Marathon runners may be at risk for incontinence

While many marathon runners may be preoccupied with shin splints, chafing and blisters come race day, one thing they may not consider is their bladder health.

"The added stress on the body that comes with a marathon can cause urinary stress incontinence problems during the race or down the road," said Melinda Abernethy, MD, fellow, Division of Female Pelvic Medicine and Reconstructive Surgery, Loyola University Chicago Stritch School of Medicine.

"People who already suffer from incontinence also are at risk for bladder-control issues while running," Dr. Abernethy said.

Urinary stress incontinence is the loss of urine from physical activity such as coughing, sneezing and running. It is the most common form of incontinence, which affects women more often than men.

Researchers from Loyola University Health System will survey Chicago area runners to study the relationship between long-distance running and pelvic-floor disorders.

"This study will help us to better understand the link between endurance running and pelvic-floor disorders, including ," Dr. Abernethy said.

Until we know more, Dr. Abernethy recommends that runners should monitor their fluid intake and go to the bathroom at least every few hours during a marathon.

"Putting off going to the bathroom during the race is not healthy for your bladder," Dr. Abernethy said. "Runners also should avoid diuretics, such as coffee or tea, before the race, because this can stimulate the bladder and cause you to visit the bathroom more frequently."

Dr. Abernethy adds that pelvic-floor exercises such as Kegels may help runners prevent during the race. However, should speak with their doctor if they experience bladder-control problems during or after the marathon.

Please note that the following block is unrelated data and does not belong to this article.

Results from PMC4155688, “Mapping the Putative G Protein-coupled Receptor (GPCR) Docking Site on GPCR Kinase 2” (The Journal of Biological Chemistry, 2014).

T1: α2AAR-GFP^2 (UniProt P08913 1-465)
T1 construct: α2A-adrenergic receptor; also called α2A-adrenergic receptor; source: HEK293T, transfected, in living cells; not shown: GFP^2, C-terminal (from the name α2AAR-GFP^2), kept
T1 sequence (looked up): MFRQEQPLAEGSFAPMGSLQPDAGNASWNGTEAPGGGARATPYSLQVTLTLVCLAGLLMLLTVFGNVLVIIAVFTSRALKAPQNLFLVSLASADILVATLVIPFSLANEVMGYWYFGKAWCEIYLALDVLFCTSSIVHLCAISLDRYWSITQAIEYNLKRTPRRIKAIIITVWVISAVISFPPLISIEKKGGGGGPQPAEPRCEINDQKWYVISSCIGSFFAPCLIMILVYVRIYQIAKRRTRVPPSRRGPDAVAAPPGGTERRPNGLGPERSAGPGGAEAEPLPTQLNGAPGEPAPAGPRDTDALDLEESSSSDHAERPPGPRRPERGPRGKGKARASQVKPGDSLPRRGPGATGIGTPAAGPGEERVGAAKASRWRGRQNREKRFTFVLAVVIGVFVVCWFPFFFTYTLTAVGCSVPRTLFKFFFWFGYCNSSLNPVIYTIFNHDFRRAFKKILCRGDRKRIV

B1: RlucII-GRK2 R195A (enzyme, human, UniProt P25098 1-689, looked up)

LUHS' Division of Female Pelvic Medicine and was the first of its kind in greater Chicago. It is still one of the few centers in the country that offers a single location for the multi-disciplinary diagnosis and treatment of women with pelvic-floor disorders. LUHS' urogynecological surgeons, doctors with the combined expertise of gynecology and urology, provide the most advanced medical and surgical care available for women with problems related to the lower urinary tract and the pelvic floor.

add to favorites email to friend print save as pdf

Related Stories

Meditate your way to better bladder health

May 04, 2009

After nine years of suffering in silence and living in fear of leaving the house, Anna Raisor, 53, turned to physicians at Loyola University Health System (LUHS) for alternative measures to treat the embarrassing side effects ...

Study shows 1 in 3 women has pelvic floor disorder

Mar 01, 2008

A new study by Kaiser Permanente found that one-third of women suffer from one or more pelvic floor disorders, which include symptoms such as the frequent urge to urinate, dropped pelvic organs, and incontinence. The study, ...

Recommended for you

World 'losing the battle' to contain Ebola: MSF

25 minutes ago

International medical agency Medecins sans Frontieres said Tuesday the world was "losing the battle" to contain Ebola and called for a global biological disaster response to get aid and personnel to west Africa.

Mutating Ebola viruses not as scary as evolving ones

55 minutes ago

My social media accounts today are cluttered with stories about "mutating" Ebola viruses. The usually excellent ScienceAlert, for example, rather breathlessly informs us "The Ebola virus is mutating faster in humans than in animal hosts ...

War between bacteria and phages benefits humans

1 hour ago

In the battle between our immune systems and cholera bacteria, humans may have an unknown ally in bacteria-killing viruses known as phages. In a new study, researchers from Tufts University, Massachusetts ...

Ebola kills 31 people in DR Congo: WHO

3 hours ago

An outbreak of the Ebola virus in the Democratic Republic of Congo has killed 31 people and the epidemic remains contained in a remote northwestern region, UN the World Health Organization (WHO) said Tuesday.

Dengue fever strikes models in Japan

6 hours ago

A worsening outbreak of dengue fever in Japan has claimed its first celebrities—two young models sent on assignment to the Tokyo park believed to be its source.

Japanese researchers develop 30-minute Ebola test

6 hours ago

Japanese researchers said Tuesday they had developed a new method to detect the presence of the Ebola virus in 30 minutes, with technology that could allow doctors to quickly diagnose infection.

User comments